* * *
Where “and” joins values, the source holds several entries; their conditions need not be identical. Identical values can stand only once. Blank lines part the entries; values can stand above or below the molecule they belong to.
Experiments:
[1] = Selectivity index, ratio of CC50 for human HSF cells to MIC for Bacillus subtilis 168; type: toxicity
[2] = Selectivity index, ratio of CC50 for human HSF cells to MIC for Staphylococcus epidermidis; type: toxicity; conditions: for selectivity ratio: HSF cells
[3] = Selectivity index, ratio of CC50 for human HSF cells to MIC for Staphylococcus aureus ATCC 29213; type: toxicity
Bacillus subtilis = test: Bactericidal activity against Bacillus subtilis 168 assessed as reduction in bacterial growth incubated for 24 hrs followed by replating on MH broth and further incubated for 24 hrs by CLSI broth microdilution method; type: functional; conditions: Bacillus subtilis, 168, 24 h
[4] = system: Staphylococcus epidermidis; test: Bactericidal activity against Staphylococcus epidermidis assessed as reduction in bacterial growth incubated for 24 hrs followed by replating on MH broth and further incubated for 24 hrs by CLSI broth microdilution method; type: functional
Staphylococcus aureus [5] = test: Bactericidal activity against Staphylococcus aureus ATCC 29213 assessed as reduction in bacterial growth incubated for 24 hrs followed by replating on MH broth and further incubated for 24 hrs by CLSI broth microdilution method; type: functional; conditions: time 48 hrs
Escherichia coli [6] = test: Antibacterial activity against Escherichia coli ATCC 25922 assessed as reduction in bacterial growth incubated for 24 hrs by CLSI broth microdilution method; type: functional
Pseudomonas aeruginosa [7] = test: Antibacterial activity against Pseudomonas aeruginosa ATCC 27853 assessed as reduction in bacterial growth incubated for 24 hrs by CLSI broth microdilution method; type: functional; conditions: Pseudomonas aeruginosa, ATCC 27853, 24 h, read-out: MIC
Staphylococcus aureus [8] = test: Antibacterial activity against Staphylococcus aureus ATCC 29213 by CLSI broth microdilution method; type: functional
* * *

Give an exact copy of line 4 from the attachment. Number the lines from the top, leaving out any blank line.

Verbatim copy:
[2] = Selectivity index, ratio of CC50 for human HSF cells to MIC for Staphylococcus epidermidis; type: toxicity; conditions: for selectivity ratio: HSF cells